Distinguished Teachers’ Alumni Welcome Two More to the Fold
Two more UKZN academics entered the hallowed halls of the Distinguished Teachers’ Alumni this year. The announcement was made at the University’s 2017 Graduation Ceremonies.
Dr Cecile Proches, lecturer in the Graduate School of Business and Leadership in the College of Law and Management Studies and Dr Vittorio Tramontin, lecturer in the School of Engineering in the College of Agriculture, Engineering and Science join a long list of illustrious alumni dating back to 1995. The pair were honoured at a celebratory dinner hosted by the UKZN Teaching and Learning Office at the Maharani Hotel recently.
The master of ceremonies, Professor Nyna Amin, kicked off the event praising the recipients as extraordinary talent that promoted creative thinking and were successful in capturing the hearts and minds of their students.
The Vice-Chancellor, Dr Albert van Jaarsveld welcomed everyone and congratulated the recipients on their extraordinary effort. He thanked them for raising the standard of teaching and learning at the University.
Congratulating the distinguished teachers, Professor Bala Pillay, the Acting Deputy Vice-Chancellor: Teaching and Learning said, ‘Becoming effective teachers is a South African challenge, a challenge which UKZN’s teachers had embraced’. He added that academics needed to be committed to making strides in the area of decolonisation of our curriculum. This required innovative thinking and design strategies, including radical approaches to assessment.
Stephen Coetzee and Astrid Schmulian from the University of Pretoria’s Department of Accounting delivered the keynote address. They shared their thoughts on teaching, challenges experienced and their response to those challenges. Coetzee and Schmulian took the audience through the process they had undertaken to transform their teaching and research. They outlined how they searched for innovative ways to improve student outcomes. They reached into the students’ universe, embracing YouTube, flipping the rule-based lecture out of class to cyberspace, supported by Webinars and an AI tutor.
Dr Rubby Dhunpath, Director of Teaching and Learning had just returned from a Council on Higher Education/Department of Higher Education and Training national workshop on improving the effectiveness of university teaching. He recounted discussions around how universities needed to recognise and reward good teaching. He expressed pride at the monetary incentive of R75 000 for each distinguished teacher, which was amongst the highest awards for Teaching and Learning in the country.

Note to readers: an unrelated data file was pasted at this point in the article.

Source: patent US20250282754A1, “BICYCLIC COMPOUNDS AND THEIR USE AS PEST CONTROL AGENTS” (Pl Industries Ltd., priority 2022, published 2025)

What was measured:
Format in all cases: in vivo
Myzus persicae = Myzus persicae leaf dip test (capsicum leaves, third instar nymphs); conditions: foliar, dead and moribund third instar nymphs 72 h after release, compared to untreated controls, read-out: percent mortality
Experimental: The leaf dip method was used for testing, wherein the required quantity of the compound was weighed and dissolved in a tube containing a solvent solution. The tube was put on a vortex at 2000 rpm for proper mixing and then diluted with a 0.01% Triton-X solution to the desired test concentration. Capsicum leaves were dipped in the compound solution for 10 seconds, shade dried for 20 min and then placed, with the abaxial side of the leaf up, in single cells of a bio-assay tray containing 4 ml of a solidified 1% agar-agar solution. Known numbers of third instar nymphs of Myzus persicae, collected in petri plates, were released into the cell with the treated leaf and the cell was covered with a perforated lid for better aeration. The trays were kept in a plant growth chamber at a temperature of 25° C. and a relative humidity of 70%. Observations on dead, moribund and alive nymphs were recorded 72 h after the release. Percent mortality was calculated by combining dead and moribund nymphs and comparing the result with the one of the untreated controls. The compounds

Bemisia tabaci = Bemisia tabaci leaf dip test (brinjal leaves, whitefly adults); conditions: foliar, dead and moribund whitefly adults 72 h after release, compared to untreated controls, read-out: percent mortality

Dr Vittorio Tramontin expressed his gratitude to the University for having selected him for this award. He went on to say that, he had become a teacher because he strongly believes in the power of education in advancing our society. He said education is the basis for improving ourselves as pro-active members of the community. He added that being at UKZN has been an exceptional learning experience and that he realised how deeply many of our students believe in Higher Education as the primary way to improve the lives of their families. As a teacher, he found this to be especially inspiring and an additional motivation to take greater responsibility to help students learn and work towards this end.
In her acceptance speech, Dr Cecile Proches expressed her gratitude to all of her mentors, teachers and family. She said that she was privileged to have had such excellent mentors who taught her how to work with postgraduate adult students and how to teach in an interactive manner. She said that she considered it a privilege to teach and supervise adult working students some of whom were in mid-management positions in the private and public sectors. She was grateful for the commitment displayed by her students and it was a pleasure to share with them the experience of being a working, part-time student and mother. She added that she was indeed honoured and humbled to receive this award.
Whilst only two awards were awarded this year, the University can confer up to four university-wide Distinguished Teachers’ Awards annually. Awardees are recognised at the annual Graduation Ceremonies and are able to showcase their work at the annual Teaching and Learning Conferences.
A video presentation captured the recipients in their classrooms as well interviews conducted with their students and colleagues. Students and peers alike were generous in their praise for both recipients of the Distinguished Teachers’ Awards.
The Distinguished Teachers’ Awards dinner recognises the previous recipients of the award as well as the role teaching and learning plays in promoting and supporting the educational endeavours of the University.